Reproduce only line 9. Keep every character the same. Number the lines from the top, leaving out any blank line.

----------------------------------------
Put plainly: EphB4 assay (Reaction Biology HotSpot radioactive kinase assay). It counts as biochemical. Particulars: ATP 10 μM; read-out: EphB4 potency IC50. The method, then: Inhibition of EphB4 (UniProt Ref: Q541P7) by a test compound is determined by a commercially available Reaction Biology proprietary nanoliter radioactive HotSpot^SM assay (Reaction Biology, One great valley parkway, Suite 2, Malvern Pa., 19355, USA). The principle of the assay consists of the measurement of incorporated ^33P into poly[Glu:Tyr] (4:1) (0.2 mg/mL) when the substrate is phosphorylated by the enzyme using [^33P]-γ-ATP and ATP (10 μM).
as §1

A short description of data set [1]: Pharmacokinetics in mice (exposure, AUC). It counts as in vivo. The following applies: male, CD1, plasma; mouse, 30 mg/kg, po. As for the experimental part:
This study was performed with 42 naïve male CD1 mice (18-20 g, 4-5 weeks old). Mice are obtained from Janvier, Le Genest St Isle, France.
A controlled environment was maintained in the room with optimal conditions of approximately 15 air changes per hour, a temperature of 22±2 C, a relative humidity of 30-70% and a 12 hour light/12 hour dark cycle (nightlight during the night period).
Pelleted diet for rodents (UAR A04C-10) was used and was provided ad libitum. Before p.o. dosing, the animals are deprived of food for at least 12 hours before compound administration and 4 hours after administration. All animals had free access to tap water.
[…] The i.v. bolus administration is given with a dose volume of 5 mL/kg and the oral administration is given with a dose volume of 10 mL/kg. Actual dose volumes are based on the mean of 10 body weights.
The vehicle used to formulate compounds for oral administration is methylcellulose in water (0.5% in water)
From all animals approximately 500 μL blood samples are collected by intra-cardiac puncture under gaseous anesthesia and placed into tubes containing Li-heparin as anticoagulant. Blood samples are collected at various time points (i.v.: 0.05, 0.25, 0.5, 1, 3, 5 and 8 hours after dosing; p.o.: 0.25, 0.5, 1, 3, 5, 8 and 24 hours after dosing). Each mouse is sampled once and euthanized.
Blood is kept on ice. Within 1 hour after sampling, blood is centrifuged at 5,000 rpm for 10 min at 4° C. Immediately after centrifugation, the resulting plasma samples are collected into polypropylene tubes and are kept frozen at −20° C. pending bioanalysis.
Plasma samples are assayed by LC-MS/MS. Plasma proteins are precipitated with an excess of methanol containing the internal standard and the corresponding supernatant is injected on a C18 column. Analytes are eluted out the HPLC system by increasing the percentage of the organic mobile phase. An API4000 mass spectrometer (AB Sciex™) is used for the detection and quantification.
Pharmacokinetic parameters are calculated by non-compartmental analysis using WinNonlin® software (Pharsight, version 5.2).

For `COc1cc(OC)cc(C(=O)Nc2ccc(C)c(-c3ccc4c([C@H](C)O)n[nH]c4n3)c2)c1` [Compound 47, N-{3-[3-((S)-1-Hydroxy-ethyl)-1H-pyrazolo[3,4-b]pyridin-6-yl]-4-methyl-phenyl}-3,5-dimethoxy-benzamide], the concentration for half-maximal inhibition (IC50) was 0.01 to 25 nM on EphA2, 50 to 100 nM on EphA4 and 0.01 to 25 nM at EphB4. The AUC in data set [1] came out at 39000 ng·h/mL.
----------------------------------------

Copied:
From all animals approximately 500 μL blood samples are collected by intra-cardiac puncture under gaseous anesthesia and placed into tubes containing Li-heparin as anticoagulant. Blood samples are collected at various time points (i.v.: 0.05, 0.25, 0.5, 1, 3, 5 and 8 hours after dosing; p.o.: 0.25, 0.5, 1, 3, 5, 8 and 24 hours after dosing). Each mouse is sampled once and euthanized.